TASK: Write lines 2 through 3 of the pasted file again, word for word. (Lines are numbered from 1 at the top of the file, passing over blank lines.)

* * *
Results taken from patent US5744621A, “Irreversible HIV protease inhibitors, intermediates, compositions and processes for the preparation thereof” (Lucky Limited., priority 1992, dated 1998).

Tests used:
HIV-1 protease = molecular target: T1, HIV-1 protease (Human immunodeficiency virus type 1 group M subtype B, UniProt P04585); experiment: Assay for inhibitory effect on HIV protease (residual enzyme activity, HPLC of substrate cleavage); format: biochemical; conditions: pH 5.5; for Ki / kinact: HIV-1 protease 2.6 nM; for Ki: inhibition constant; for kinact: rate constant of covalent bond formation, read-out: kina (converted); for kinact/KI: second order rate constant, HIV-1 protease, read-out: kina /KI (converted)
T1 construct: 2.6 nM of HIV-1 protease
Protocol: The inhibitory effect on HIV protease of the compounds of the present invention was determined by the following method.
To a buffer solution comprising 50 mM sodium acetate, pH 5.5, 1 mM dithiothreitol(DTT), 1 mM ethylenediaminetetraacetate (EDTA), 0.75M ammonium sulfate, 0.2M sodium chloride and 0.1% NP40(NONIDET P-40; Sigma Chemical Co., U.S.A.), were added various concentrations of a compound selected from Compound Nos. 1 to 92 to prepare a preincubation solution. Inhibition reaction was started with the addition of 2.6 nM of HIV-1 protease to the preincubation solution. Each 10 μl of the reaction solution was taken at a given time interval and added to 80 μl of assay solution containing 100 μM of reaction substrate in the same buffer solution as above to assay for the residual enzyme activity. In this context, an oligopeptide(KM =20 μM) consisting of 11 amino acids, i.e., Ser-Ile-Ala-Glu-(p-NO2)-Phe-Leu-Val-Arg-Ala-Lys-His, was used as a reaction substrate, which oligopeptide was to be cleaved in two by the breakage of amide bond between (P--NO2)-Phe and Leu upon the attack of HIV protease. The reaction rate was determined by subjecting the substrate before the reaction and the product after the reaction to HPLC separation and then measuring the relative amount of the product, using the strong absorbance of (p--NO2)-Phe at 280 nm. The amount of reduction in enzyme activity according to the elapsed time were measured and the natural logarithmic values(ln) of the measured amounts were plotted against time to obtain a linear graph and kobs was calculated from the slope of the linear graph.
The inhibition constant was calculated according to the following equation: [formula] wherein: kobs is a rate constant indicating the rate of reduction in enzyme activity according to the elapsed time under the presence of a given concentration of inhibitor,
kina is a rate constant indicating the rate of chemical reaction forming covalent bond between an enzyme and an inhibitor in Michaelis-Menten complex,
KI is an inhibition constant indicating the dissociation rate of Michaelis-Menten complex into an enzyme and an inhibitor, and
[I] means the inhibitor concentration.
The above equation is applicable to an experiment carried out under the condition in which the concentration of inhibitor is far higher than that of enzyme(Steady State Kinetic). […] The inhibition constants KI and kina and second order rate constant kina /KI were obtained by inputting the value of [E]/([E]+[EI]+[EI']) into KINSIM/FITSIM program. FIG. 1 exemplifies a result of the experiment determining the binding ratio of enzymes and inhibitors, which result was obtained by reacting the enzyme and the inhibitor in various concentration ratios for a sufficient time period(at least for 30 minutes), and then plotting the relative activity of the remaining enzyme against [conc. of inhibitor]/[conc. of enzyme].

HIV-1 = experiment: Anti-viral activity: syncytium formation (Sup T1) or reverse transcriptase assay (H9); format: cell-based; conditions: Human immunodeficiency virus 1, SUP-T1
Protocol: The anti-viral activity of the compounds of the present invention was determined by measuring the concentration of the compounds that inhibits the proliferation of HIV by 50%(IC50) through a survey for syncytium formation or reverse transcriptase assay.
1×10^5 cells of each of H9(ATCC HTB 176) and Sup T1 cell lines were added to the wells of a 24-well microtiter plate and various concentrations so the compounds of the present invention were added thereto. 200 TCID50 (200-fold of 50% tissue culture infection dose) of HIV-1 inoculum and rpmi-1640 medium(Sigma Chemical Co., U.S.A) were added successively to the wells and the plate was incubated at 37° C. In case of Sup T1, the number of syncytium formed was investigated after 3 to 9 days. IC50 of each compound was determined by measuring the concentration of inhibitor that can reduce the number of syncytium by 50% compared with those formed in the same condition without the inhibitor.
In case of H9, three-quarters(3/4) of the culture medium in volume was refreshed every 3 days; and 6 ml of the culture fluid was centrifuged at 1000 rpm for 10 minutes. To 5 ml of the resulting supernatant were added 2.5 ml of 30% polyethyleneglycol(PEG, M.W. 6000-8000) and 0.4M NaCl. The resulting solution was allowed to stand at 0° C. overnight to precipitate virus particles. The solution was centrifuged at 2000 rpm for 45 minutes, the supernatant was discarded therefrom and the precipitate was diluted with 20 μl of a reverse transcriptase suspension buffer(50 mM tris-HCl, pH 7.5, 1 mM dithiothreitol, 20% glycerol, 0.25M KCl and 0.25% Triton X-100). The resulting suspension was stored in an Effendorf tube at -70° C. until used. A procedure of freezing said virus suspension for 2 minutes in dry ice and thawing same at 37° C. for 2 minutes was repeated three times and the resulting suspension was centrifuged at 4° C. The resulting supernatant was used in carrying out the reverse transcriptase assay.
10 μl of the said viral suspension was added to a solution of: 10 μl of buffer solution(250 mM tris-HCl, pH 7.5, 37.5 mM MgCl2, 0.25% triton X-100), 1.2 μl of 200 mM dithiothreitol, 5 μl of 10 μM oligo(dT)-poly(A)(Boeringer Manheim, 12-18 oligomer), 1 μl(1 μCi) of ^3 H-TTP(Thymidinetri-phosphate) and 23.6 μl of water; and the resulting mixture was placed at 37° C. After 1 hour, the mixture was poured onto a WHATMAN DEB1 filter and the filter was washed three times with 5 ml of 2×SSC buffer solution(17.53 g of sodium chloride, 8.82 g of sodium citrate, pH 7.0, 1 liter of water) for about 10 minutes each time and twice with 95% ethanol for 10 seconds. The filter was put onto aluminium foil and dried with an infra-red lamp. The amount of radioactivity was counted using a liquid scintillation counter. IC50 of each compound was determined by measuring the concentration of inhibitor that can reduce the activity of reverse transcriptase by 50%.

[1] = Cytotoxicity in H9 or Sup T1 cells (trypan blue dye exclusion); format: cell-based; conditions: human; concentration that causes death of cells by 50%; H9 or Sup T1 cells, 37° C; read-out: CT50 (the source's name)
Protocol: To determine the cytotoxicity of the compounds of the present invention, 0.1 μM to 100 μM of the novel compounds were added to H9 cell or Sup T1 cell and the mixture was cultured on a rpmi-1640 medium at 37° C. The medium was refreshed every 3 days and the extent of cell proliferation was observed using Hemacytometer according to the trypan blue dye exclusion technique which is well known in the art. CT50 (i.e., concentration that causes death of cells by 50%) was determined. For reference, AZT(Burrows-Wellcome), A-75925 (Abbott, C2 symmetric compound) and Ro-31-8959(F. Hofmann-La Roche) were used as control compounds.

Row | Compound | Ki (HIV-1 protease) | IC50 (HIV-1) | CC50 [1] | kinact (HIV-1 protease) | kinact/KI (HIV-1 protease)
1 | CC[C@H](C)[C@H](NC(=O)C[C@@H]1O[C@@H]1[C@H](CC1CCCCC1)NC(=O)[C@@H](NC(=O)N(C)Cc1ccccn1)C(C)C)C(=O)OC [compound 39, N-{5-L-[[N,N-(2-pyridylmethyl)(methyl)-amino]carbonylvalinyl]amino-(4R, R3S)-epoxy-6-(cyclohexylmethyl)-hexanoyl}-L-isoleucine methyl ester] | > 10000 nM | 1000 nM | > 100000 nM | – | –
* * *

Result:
Tests used:
HIV-1 protease = molecular target: T1, HIV-1 protease (Human immunodeficiency virus type 1 group M subtype B, UniProt P04585); experiment: Assay for inhibitory effect on HIV protease (residual enzyme activity, HPLC of substrate cleavage); format: biochemical; conditions: pH 5.5; for Ki / kinact: HIV-1 protease 2.6 nM; for Ki: inhibition constant; for kinact: rate constant of covalent bond formation, read-out: kina (converted); for kinact/KI: second order rate constant, HIV-1 protease, read-out: kina /KI (converted)